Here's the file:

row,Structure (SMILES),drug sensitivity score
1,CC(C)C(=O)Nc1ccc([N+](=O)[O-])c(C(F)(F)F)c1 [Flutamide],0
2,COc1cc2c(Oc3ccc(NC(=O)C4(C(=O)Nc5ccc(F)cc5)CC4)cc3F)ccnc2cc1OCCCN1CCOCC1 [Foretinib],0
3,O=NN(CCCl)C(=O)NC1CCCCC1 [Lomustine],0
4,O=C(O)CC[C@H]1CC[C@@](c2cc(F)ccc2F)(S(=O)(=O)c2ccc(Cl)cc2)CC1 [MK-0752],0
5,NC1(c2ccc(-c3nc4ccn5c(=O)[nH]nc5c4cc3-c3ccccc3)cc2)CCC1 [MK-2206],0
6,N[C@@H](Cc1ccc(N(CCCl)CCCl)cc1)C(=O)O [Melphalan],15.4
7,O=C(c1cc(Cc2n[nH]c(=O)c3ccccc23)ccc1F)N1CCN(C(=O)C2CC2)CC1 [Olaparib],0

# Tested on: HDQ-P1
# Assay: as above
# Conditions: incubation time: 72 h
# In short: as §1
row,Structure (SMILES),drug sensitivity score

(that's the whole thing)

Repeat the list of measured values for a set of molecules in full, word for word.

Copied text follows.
row,Structure (SMILES),drug sensitivity score
1,CC(C)C(=O)Nc1ccc([N+](=O)[O-])c(C(F)(F)F)c1 [Flutamide],0
2,COc1cc2c(Oc3ccc(NC(=O)C4(C(=O)Nc5ccc(F)cc5)CC4)cc3F)ccnc2cc1OCCCN1CCOCC1 [Foretinib],0
3,O=NN(CCCl)C(=O)NC1CCCCC1 [Lomustine],0
4,O=C(O)CC[C@H]1CC[C@@](c2cc(F)ccc2F)(S(=O)(=O)c2ccc(Cl)cc2)CC1 [MK-0752],0
5,NC1(c2ccc(-c3nc4ccn5c(=O)[nH]nc5c4cc3-c3ccccc3)cc2)CCC1 [MK-2206],0
6,N[C@@H](Cc1ccc(N(CCCl)CCCl)cc1)C(=O)O [Melphalan],15.4
7,O=C(c1cc(Cc2n[nH]c(=O)c3ccccc23)ccc1F)N1CCN(C(=O)C2CC2)CC1 [Olaparib],0

# Tested on: HDQ-P1
# Assay: as above
# Conditions: incubation time: 72 h
# In short: as §1
row,Structure (SMILES),drug sensitivity score